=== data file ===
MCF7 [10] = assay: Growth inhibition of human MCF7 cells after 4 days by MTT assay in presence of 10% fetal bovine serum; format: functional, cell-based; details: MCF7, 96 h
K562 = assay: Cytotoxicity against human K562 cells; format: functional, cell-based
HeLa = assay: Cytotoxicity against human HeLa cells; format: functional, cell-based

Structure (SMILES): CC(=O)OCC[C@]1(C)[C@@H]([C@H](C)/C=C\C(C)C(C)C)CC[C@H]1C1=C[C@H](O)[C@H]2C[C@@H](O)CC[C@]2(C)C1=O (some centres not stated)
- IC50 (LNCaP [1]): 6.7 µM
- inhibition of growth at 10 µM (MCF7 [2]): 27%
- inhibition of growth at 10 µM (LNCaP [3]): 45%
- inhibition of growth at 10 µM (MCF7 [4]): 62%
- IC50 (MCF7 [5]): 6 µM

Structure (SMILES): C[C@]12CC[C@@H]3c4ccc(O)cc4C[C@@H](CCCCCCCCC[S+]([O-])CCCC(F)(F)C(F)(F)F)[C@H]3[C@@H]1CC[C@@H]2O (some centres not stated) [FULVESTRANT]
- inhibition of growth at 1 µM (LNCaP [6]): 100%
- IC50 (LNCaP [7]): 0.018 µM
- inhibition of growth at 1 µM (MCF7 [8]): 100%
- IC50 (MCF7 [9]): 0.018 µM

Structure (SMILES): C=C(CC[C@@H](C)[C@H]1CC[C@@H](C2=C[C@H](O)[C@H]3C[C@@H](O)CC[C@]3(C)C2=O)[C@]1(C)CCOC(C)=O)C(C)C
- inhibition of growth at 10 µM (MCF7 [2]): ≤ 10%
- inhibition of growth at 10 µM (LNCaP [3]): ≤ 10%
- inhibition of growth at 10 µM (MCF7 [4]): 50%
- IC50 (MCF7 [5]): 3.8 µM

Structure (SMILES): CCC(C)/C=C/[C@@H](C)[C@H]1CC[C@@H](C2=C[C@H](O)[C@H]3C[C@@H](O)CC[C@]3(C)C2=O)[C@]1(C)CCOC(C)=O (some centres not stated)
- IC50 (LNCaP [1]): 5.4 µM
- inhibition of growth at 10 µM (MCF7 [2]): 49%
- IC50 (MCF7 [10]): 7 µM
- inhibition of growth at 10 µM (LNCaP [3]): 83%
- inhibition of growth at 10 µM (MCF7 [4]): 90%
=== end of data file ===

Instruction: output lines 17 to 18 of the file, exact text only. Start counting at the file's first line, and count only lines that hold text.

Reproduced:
- inhibition of growth at 10 µM (LNCaP [3]): ≤ 10%
- inhibition of growth at 10 µM (MCF7 [4]): 50%